He looked over at Manor Park. It wasn't that far away, and if it was summertime and these waves weren't headed for the Throgs Neck Bridge, he thought he could swim it. But, he already had experience with these waves when they were half the size they were now and knew that he couldn't fight them. They would probably sweep him under the bridge into the East River if he let go of the nun, that was, and if he could stay afloat that long. And, then it would be dark and the Circle Line excursion boat would be on its last trip. He had loved that ride with his parents the year before.

That was the year before they started fighting. That was when he still used to rush home from school to have an after school snack with his mother. That was when he used to set the table for dinner so that they could eat as soon as his father got home.... But then, his father started coming home late, complaining about money. And his mother started talking about getting a job. She stopped baking and Justin had to ask her for something to eat when he got home. If she had something, she rarely sat with him to talk. Sometimes there wasn't anything to snack on and he had to drink milk or water until his father got home. If it was late, the food was dry and sometimes a little burned by the time he did get home. His father would complain and his mother would pout and he would try to eat because he was so hungry, but it didn't always seem worth it.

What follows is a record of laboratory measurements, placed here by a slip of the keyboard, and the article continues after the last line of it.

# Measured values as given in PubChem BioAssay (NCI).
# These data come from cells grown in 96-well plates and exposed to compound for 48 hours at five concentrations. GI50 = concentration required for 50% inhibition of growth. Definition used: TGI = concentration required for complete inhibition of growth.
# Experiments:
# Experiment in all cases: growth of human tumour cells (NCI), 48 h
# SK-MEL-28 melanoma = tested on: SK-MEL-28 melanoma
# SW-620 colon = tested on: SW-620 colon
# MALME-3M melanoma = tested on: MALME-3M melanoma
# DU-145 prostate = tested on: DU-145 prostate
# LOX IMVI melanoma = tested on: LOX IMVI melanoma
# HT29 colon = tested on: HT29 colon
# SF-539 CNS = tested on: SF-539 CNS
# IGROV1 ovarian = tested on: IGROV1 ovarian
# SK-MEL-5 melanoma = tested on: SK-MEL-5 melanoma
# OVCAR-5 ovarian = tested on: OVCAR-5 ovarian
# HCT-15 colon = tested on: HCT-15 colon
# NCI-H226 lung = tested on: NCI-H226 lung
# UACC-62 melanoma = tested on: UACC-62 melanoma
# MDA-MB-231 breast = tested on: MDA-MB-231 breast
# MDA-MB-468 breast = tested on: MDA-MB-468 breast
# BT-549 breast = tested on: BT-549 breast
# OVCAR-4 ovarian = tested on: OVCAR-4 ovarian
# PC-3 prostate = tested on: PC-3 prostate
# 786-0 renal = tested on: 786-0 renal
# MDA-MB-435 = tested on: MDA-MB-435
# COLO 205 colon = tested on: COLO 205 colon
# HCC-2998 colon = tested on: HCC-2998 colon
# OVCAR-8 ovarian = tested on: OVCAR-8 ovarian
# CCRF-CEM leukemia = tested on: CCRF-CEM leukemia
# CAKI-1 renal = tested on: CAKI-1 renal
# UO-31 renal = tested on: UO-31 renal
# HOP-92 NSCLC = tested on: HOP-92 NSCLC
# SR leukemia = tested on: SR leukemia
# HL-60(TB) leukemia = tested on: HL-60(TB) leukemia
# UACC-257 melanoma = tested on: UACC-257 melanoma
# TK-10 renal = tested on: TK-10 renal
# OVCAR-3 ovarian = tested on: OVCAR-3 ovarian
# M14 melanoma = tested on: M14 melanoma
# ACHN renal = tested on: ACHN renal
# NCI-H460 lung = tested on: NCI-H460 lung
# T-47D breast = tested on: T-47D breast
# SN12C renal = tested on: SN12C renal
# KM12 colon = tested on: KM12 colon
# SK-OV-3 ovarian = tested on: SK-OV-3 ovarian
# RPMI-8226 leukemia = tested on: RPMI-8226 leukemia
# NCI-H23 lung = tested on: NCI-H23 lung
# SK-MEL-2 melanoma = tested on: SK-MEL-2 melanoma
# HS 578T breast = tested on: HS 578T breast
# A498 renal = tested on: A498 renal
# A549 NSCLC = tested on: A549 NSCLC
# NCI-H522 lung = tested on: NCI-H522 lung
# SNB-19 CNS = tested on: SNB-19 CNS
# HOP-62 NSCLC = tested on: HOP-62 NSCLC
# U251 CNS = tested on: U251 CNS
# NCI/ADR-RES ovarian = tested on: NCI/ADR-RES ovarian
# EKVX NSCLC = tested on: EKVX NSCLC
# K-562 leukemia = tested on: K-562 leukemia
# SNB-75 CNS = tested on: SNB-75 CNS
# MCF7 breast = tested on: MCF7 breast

So, he started to go home with friends. The snack was good, but he didn't want to do homework. He wanted to play afterschool, and have fun. But, in his neighborhood, most of the kids' parents wanted them to get "great grades and go to a special high school."

His parents never talked to him about grades or homework. He guessed that he would just go to Mamaroneck Public High School. He started to talk to his classmates, looking for who else might be going to Mamaroneck. He found them. They were the kids who didn't have such great grades, or clothes. And, some weren't very respectful of the teacher. They frightened him a little because they weren't very nice to each other either. Justin hadn't developed that "I don't care" verneer. This would be a tough transition for him.

And so, he often spent an afternoon by himself, exploring. He liked coming down by the water. Sometimes he had to sneak through people's yards to get to the water. He was an expert. No one ever caught him. This was what had put him in this predicament. He had thought he would go out on the breakwater to watch the waves explode against the rocks, and the water swirl around the end of the breakwater. He hadn't figured that the rocks would be so slippery. It was too late when his first foot slipped. He had bent over to grab the rocks with his hands and save himself from a twisted ankle, but then a wave had come over the breakwater and pushed him into Long Island Sound. He had tried to grab ahold of the nearby rocks, but couldnt' get a good hold of any of them, and the water just swept him away. Once out from behind the breakwater, the waves caught him. At first he was laughing because it was a little exciting and his clothes were still warm. It seemed like the best water ride in any amusement park. He wondered what the other kids would say if they could see him.